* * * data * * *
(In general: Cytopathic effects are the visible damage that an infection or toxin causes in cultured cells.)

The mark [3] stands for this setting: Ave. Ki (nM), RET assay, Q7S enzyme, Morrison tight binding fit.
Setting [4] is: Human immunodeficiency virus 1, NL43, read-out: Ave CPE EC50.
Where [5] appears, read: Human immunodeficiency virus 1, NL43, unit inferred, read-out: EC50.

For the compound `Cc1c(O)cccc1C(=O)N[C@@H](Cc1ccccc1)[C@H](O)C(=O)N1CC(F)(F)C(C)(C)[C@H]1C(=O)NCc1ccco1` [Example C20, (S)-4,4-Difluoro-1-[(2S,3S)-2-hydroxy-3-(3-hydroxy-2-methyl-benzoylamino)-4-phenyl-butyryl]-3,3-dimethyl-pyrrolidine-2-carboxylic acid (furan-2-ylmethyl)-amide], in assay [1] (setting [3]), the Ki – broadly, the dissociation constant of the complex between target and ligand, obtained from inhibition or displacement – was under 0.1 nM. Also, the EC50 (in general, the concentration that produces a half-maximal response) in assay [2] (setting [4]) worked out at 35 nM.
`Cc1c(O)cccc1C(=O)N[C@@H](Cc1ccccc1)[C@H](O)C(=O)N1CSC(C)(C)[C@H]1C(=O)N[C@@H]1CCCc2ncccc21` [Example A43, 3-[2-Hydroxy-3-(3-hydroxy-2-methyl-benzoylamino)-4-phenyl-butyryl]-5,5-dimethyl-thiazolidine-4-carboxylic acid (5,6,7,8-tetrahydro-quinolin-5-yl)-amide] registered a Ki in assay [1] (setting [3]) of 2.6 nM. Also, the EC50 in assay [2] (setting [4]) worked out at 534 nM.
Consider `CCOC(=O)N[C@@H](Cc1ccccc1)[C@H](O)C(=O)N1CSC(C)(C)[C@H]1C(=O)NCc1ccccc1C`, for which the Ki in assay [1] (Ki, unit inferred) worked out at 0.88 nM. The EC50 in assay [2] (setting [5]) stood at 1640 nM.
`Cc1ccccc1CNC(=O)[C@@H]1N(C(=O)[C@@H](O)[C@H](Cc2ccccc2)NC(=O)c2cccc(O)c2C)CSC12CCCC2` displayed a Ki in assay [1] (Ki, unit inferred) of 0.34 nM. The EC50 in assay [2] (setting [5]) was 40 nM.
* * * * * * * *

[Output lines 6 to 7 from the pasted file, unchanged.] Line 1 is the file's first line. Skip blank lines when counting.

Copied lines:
`Cc1c(O)cccc1C(=O)N[C@@H](Cc1ccccc1)[C@H](O)C(=O)N1CSC(C)(C)[C@H]1C(=O)N[C@@H]1CCCc2ncccc21` [Example A43, 3-[2-Hydroxy-3-(3-hydroxy-2-methyl-benzoylamino)-4-phenyl-butyryl]-5,5-dimethyl-thiazolidine-4-carboxylic acid (5,6,7,8-tetrahydro-quinolin-5-yl)-amide] registered a Ki in assay [1] (setting [3]) of 2.6 nM. Also, the EC50 in assay [2] (setting [4]) worked out at 534 nM.
Consider `CCOC(=O)N[C@@H](Cc1ccccc1)[C@H](O)C(=O)N1CSC(C)(C)[C@H]1C(=O)NCc1ccccc1C`, for which the Ki in assay [1] (Ki, unit inferred) worked out at 0.88 nM. The EC50 in assay [2] (setting [5]) stood at 1640 nM.